We’re the largest gathering for free culture, free software and a free society in the Nordic countries.

Tech News:

Time: 49:53
It’s Halloween Time So That Means Happy Birthday Red Hat

Happy 18th birthday Red Hat. It all started back on October 31st 1994 when Marc Ewing made the first publicly available release of Red Hat. It would forever be known as the Halloween release. Back then Linux was a scary OS for it’s users. Now it has turned into a scary OS for it’s proprietary competition. Today that release has grown into a billion dollar business. So you may say to yourself was it a trick or a treat? I think for it was both for some a trick and others a treat. What it certainly was, was the beginning of a wonderful story of success.

The Minty Goodness Making Making Moola With Merchandise

Clement Lefebvre has done very well monitizing Linux Mint. He has been able to aquire some hefty business sponsors that want to see Mint continue. The monthly donations to the project are also quite impressive. Well now Clem has made another significant partnership with Think Penguin along with the grand opening of the Minty fresh store. Lefebvre says the Mint project will receive 10% of each sale with Mint installed. The store not actually a real store though. Although it does feature products promoting or containing Linux Mint, but it sends you on the partner to actually complete the sale.

Phoronix At It Again With Bad Journalism

Someone over on Ubuntu’s bugs.launchpad.net reported this bug “Ext4 corruption associated with shutdown of Ubuntu 12.10.”

Well according this Phoronix article “There Might Be Another EXT4 Corruption Bug,” I am not going to link to the actual article as they don’t deserve the page hits for this crap. It is basically just a reprint of the bug report (https://bugs.launchpad.net/ubuntu/+source/linux/+bug/1073433) filed by Ernest Boyd over at Ubuntu. Basically the bug report says that an fsck fails if you follow these steps:

1. Format and label a target Ext4 partion using Ubuntu 12.04
2. Install 64bit 12.10 OS using that target without reformatting it
3. Shut down
4. Boot an alternate copy of Ubuntu
5. Restart selecting the newly installed OS
6. Login then shutdown
6. Boot an alternate copy of Ubuntu
7.Fsck the newly installed OS allowing corrections to be made

Well it seems that this is caused by a some new behavior in the ext4 filesystem, and Ubuntu’s inability to shutdown cleanly. Even when the shutdown is requested by the user. Here is what happens according to Theodore Ts’o:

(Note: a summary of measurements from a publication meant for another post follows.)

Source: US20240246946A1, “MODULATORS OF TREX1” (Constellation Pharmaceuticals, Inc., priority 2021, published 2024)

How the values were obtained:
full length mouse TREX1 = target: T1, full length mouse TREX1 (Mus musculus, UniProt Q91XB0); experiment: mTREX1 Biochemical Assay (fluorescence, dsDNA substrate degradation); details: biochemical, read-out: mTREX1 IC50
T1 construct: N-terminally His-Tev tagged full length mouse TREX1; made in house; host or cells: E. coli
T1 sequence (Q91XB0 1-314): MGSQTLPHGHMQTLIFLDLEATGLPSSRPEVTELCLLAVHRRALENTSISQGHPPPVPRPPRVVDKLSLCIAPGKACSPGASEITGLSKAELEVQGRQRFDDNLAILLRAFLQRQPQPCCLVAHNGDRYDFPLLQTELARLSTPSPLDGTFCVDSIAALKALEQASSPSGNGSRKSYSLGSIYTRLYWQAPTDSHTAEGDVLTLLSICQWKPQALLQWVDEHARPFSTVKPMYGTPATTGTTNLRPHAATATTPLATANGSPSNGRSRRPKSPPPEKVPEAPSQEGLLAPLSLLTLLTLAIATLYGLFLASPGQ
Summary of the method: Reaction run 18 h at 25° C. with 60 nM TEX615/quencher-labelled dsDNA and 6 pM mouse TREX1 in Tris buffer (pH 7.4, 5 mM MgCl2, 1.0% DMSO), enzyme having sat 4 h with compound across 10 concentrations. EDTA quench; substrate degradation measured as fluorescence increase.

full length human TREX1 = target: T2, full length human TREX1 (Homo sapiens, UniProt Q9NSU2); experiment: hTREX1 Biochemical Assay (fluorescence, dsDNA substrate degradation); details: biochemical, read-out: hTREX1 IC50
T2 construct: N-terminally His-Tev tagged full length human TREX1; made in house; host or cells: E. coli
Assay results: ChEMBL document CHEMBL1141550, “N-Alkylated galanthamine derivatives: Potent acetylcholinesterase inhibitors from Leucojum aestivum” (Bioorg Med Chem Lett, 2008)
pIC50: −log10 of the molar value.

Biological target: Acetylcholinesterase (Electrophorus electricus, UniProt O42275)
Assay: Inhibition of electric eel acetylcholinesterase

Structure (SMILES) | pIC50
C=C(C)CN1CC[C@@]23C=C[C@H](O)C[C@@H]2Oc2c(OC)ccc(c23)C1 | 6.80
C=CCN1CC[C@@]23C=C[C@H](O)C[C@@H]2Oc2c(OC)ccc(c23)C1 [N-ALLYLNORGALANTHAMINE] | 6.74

“ext4 no longer updates the superblock after every block and inode allocation; that causes a wasteful write cycle to the superblock at every single journal commit…” It also creates an “SMP scalability bottleneck for larger servers (i.e., with 32 or 64 CPU’s).” To fix this problem “we only update these values when we unmount the file system, mainly for cosmetic purposes so that dumpe2fs shoes the correct number of free inodes and blocks…” So what happens is “ext4 does not depend on the correctness of the values in the superblock, but it does try to update them on a clean unmount.”

No else complained about this behavior or even noticed, because other distributions can shut down cleanly. If the shutdown is performed cleanly the user never sees this. This task seems to be beyond Ubuntu’s ability. This is why Ubuntu users are seeing this behavior causing some of them to panic.

Here is how Ts’o sums up the Phoronix report:

“I will say that it is extremely irresponsible of Phoronix to make a big deal about this this before giving anyone knowledgeable (which unfortunately does not include any Ubuntu kernel engineers, since as far as I know they don’t have any file system specialists on staff) to comment on the bug. No one from Phoronix even bothered to contact me to tell me they were posting this story, or to ask me for a comment. I had to find out about it when someone asked me to comment on Google+”

Once again we have to say shame on you Phoronix.

EAL4+ Certification Awarded to Red Hat Enterprise Linux 6

In accordance with the Common Criteria standard (ISO-IEC 15408), the Red Hat Enterprise Linux (RHEL) distribution has been awarded Evaluation Assurance Level 4+ (EAL4+) certification. They received certification for the Operating System Protection Profile (OSPP) including the Advanced Management, Advanced Audit, Labeled Security and Virtualization extended modules. On various x86 64-bit Intel and AMD64-based hardware from Dell, HP, IBM and SGI. This includes virtualization using the KVM hypervisor. They have also garnered certification without virtualization on those same systems along with IBM’s mainframes with Power7 and System Z processors where KVM does not run. This is the highest level of assurance that a standard commercial operating system can achieve without special modifications. Gaining this certification is very important to governments and financial institutions. The examination process is quite extensive and this is why they are just now getting this certification. RHEL5 and RHEL4 were also awarded this certification.

Ubuntu PC Sales Skyrocket in 2011

Almost Half Of Users Have Already Upgraded to Ubuntu 12.10

Is it Alive? (or is it a maintainer?)

Time: 1:08:49
During this segment of the show, I challenge Mat and Tony to identify whether a Linux Distro is alive or dead? We twist the concept this week when I challenge Mat and Tony to decide if the named entity is a Linux distribution maintainer or not. The items for the Nov 4 show:

Clement Lefebvre


MAT: 2
VERDICT: Yes – Mint
Barry Kauler


MAT: 1
VERDICT: Mainainter – Puppy Linux

Michael Zanetta


MAT: 0
VERDICT: Maintainer – Pentoo

Warren Woolford

MAT: 0
VERDICT: No (It’s Warren Woodford at Mepis)

Anne Nicolas


MAT: 0
VERDICT: Yes – Mageia

Antonio Silva

MAT: 1

(Tony and I played a prank on Mat this episode: Tony knew all of the answers in advance!)

Listener Feedback:

show (at) smlr.us or 313-626-9140
Time: 1:15:29

Outtro Music

Time: 1:32:04

Found from CCHits http://www.cchits.net

snow & ocean by LEAD ROAD